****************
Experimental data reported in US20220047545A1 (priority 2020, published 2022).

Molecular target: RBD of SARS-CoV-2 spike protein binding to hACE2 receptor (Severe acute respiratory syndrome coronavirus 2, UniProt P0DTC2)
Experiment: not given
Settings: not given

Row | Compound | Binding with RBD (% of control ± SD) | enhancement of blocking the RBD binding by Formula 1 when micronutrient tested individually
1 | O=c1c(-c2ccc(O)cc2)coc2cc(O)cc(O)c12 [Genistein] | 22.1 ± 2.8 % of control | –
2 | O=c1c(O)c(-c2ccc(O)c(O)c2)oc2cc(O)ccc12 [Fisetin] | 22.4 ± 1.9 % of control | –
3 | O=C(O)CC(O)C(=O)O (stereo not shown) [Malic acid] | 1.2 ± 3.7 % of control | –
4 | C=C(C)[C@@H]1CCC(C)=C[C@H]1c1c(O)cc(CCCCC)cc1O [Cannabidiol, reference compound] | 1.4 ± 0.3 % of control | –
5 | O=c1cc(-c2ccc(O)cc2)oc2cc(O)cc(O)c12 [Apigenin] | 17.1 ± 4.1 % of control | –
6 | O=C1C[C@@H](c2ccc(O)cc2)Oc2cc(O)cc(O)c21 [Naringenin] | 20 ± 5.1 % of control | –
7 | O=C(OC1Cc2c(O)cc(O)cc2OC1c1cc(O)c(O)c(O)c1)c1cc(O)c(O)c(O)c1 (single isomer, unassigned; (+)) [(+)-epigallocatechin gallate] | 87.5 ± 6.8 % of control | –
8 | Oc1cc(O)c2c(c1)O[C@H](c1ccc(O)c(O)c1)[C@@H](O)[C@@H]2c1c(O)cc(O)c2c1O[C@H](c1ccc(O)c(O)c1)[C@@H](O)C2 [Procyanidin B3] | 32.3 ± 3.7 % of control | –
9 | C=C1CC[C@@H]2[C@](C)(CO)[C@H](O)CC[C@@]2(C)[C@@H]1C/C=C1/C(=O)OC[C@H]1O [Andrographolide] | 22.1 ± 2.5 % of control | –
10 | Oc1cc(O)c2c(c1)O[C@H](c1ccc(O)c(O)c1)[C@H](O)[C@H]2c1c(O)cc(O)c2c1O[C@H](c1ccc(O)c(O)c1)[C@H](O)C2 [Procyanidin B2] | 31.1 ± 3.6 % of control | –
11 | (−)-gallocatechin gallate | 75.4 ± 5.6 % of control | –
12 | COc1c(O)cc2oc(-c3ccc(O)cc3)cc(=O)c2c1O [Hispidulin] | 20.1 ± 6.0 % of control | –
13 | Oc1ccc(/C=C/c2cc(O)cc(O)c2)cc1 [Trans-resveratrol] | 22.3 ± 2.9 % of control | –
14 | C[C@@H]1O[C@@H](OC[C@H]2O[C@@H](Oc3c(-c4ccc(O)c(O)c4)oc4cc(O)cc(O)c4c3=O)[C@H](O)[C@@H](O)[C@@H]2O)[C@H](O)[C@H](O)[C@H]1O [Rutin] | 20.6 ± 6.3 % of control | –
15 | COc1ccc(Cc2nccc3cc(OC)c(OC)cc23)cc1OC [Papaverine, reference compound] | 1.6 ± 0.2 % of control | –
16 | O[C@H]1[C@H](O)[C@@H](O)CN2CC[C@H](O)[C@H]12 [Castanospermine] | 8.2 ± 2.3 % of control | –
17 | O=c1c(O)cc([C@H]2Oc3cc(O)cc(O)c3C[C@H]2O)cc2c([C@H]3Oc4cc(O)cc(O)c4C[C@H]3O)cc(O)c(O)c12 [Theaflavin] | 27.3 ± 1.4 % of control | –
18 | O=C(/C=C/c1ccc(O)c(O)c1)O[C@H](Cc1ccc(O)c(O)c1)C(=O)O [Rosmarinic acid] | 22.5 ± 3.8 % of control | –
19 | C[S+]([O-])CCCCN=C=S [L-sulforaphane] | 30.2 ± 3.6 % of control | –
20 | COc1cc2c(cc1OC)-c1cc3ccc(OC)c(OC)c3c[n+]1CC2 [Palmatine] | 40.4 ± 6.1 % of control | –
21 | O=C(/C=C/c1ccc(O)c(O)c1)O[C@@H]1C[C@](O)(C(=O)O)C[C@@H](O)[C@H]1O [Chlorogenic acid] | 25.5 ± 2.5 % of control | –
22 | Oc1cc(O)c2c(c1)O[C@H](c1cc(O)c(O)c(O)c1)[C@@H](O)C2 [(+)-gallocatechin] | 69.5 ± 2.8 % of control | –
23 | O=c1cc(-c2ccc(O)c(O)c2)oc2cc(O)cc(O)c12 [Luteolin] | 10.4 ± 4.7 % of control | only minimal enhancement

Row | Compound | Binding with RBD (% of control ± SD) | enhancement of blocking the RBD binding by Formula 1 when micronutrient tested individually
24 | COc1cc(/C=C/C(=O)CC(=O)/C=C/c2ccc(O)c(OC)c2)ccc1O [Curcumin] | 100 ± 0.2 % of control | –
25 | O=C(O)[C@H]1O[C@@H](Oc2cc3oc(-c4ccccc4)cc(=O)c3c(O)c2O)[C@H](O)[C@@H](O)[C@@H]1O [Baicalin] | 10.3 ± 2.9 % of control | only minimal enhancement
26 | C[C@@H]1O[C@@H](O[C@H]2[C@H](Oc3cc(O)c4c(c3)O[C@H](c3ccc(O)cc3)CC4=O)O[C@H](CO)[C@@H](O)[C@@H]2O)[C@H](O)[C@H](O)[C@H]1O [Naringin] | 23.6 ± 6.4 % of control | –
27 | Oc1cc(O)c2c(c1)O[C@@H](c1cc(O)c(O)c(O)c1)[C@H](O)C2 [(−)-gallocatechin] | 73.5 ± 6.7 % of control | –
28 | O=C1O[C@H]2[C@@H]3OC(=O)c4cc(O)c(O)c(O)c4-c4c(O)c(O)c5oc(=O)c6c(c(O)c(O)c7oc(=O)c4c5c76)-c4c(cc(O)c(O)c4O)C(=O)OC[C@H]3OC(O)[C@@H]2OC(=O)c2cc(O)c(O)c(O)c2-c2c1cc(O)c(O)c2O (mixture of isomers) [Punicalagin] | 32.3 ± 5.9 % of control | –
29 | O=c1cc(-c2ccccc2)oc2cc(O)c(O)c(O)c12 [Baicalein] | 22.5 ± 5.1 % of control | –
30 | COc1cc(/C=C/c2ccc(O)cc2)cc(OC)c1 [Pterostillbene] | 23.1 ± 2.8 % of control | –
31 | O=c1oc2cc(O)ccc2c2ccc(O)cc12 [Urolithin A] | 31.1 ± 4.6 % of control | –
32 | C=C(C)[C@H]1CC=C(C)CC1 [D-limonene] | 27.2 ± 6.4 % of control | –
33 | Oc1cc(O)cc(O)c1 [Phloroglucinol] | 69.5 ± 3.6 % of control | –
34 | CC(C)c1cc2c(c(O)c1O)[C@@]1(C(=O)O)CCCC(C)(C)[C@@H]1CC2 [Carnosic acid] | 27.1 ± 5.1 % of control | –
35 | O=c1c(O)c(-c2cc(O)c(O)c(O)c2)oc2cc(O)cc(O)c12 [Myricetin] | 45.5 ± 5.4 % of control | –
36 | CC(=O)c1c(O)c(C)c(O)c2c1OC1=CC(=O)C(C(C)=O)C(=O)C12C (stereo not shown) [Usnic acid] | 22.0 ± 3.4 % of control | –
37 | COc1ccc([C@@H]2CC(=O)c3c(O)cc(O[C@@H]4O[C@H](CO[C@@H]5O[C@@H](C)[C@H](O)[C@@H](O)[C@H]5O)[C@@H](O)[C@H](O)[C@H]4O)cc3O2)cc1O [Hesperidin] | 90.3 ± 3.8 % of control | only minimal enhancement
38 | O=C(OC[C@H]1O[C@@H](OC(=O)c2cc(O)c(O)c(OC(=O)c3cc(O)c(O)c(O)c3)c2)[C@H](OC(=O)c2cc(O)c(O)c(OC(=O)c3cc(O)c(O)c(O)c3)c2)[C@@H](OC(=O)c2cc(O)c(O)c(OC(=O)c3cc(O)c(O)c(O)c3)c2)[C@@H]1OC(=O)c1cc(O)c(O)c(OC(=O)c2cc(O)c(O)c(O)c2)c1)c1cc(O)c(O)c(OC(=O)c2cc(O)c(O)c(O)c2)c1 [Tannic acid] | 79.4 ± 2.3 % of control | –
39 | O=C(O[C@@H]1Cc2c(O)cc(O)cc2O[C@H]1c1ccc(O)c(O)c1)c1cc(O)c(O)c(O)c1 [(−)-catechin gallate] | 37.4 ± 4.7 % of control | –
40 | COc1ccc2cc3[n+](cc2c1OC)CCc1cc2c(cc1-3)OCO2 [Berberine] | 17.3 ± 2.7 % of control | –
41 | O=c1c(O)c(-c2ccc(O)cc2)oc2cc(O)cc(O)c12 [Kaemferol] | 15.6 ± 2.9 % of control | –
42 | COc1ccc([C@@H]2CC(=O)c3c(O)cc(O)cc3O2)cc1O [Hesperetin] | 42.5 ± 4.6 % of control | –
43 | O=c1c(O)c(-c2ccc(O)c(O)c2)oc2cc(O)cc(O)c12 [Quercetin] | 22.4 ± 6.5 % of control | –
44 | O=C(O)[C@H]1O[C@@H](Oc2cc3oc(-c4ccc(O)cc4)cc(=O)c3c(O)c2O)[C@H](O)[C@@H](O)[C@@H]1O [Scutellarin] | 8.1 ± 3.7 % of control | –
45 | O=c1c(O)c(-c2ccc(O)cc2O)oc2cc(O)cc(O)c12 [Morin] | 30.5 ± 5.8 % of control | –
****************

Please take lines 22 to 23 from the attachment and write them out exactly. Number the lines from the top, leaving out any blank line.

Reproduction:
17 | O=c1c(O)cc([C@H]2Oc3cc(O)cc(O)c3C[C@H]2O)cc2c([C@H]3Oc4cc(O)cc(O)c4C[C@H]3O)cc(O)c(O)c12 [Theaflavin] | 27.3 ± 1.4 % of control | –
18 | O=C(/C=C/c1ccc(O)c(O)c1)O[C@H](Cc1ccc(O)c(O)c1)C(=O)O [Rosmarinic acid] | 22.5 ± 3.8 % of control | –